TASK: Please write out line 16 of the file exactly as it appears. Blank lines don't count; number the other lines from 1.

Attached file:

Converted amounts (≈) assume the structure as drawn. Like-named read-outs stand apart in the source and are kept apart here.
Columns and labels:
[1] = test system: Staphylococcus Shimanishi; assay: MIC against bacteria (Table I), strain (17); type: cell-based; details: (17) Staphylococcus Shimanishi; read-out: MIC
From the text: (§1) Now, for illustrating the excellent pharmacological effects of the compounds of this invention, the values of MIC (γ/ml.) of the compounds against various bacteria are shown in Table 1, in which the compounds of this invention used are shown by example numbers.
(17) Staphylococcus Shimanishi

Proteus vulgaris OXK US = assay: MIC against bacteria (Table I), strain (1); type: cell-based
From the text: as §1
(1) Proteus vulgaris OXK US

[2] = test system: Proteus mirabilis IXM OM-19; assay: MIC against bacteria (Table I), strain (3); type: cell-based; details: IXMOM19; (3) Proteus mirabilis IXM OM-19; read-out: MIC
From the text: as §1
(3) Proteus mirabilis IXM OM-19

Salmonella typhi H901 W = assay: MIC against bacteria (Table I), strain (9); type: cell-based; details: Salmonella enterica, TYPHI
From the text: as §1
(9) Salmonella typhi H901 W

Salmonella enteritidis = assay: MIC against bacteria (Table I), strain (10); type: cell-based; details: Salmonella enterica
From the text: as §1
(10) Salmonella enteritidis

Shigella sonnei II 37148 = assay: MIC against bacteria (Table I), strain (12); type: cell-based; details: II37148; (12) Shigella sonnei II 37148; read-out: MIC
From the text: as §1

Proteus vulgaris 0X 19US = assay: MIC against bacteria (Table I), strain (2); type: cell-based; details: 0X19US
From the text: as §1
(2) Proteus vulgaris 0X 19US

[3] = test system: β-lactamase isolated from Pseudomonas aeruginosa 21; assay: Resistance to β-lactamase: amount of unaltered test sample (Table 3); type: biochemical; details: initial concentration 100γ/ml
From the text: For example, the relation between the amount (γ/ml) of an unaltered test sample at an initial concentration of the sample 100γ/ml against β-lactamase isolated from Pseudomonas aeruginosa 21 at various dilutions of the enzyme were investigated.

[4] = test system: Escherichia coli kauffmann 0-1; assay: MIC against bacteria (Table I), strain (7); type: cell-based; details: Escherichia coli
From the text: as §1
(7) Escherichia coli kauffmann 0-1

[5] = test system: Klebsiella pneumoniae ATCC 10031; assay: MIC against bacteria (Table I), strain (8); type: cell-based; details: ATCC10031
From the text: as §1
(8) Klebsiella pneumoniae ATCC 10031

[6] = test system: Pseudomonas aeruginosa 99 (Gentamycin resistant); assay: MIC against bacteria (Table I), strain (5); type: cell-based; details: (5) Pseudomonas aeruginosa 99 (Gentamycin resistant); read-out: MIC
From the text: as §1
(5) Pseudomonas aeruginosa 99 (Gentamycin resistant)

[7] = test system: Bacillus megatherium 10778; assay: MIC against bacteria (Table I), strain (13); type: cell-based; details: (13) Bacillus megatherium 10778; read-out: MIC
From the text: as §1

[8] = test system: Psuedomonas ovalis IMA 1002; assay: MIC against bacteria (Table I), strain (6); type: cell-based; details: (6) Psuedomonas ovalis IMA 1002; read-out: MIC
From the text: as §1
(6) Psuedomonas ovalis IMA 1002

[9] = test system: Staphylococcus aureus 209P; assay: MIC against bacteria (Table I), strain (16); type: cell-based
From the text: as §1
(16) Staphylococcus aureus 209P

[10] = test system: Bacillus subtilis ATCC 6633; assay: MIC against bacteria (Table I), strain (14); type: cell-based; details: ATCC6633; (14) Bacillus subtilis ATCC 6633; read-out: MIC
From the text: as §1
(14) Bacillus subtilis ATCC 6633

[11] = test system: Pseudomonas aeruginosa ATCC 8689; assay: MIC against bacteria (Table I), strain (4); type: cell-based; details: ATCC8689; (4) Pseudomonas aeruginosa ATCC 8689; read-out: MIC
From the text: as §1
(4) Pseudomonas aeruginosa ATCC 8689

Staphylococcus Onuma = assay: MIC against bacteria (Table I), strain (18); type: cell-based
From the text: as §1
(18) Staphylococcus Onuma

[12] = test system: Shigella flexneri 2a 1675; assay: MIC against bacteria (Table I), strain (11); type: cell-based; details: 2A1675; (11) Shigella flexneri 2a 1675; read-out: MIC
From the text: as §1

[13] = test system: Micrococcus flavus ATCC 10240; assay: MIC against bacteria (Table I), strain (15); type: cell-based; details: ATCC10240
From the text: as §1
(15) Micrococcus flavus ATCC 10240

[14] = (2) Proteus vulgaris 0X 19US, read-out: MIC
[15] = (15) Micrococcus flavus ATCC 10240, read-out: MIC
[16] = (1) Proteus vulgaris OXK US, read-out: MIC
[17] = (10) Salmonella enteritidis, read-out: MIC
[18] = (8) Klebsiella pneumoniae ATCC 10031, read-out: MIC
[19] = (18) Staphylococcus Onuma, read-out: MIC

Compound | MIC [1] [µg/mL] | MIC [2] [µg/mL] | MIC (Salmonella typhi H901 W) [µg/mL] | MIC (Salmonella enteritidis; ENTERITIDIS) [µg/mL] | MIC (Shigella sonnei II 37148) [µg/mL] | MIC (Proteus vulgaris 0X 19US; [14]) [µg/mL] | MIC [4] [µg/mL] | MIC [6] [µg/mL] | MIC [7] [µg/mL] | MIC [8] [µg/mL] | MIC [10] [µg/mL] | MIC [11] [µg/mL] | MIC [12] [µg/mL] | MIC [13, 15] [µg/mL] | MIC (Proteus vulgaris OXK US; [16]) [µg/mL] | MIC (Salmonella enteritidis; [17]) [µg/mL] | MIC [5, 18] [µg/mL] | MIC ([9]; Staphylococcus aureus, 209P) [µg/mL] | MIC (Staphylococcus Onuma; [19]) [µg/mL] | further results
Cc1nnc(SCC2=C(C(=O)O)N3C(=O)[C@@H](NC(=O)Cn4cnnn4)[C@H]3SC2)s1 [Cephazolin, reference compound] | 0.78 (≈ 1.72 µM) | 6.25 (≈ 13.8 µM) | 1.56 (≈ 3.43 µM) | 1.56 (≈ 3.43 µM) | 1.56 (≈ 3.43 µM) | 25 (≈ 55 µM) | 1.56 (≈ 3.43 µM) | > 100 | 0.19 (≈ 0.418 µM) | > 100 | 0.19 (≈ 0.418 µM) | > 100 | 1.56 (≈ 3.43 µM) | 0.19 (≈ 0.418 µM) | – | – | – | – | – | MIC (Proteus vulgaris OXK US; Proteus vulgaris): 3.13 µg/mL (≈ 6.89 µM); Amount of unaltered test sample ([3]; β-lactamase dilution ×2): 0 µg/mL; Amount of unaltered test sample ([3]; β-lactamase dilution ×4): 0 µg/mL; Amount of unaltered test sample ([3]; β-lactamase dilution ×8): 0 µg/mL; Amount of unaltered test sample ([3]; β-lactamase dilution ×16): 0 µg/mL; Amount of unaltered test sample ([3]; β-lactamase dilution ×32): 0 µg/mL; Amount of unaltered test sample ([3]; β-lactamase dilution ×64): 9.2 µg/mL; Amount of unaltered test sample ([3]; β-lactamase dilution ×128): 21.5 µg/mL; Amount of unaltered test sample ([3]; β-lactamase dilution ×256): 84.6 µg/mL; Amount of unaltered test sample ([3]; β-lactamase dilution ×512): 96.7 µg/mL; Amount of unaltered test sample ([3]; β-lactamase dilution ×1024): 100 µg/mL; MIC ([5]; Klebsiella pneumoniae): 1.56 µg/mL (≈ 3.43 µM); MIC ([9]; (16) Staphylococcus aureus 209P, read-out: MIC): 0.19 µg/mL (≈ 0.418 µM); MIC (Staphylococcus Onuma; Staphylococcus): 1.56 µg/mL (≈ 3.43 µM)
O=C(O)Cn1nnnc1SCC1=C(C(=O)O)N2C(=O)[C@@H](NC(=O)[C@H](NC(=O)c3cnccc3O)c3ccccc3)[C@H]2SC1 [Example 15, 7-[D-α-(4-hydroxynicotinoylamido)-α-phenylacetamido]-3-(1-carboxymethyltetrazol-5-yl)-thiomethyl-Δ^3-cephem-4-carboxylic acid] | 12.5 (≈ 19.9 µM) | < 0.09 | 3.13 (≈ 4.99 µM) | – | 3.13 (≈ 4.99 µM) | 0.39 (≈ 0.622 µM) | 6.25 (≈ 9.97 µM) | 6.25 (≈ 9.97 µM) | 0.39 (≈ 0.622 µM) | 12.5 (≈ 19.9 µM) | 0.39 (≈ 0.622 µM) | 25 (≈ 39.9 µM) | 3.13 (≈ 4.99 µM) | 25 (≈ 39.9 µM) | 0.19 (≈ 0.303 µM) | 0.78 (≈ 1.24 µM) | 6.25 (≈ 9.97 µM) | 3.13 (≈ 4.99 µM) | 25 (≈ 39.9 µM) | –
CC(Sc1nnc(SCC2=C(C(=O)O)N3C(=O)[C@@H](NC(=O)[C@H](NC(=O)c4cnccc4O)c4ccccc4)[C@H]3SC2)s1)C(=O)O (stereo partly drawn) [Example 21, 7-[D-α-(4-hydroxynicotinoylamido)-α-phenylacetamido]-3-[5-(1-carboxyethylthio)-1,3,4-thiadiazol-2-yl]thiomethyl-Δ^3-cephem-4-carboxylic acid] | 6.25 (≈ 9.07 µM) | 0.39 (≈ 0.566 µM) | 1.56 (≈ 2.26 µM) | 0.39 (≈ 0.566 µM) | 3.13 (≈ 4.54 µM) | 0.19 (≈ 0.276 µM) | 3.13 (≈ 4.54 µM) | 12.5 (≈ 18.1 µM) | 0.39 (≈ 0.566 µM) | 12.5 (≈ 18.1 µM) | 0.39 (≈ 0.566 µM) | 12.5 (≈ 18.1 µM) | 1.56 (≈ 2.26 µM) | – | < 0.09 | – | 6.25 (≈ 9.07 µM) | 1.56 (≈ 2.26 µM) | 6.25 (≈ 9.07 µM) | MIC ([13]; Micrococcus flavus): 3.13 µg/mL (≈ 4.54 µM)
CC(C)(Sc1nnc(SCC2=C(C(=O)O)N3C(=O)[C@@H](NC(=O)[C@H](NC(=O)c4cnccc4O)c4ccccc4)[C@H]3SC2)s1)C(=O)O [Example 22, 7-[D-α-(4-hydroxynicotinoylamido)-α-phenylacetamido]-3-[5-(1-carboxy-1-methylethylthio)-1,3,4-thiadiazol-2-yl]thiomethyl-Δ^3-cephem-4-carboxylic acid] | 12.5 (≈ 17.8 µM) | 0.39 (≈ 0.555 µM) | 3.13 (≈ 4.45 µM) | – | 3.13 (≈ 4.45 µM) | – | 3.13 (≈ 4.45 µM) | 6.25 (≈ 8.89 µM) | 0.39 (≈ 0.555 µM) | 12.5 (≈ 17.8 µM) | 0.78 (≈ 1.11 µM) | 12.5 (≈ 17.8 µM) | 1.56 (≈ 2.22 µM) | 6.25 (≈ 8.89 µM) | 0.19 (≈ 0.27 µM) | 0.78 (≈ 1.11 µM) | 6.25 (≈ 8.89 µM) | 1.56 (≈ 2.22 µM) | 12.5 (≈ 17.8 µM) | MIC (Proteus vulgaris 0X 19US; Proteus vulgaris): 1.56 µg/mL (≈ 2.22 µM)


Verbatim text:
From the text: as §1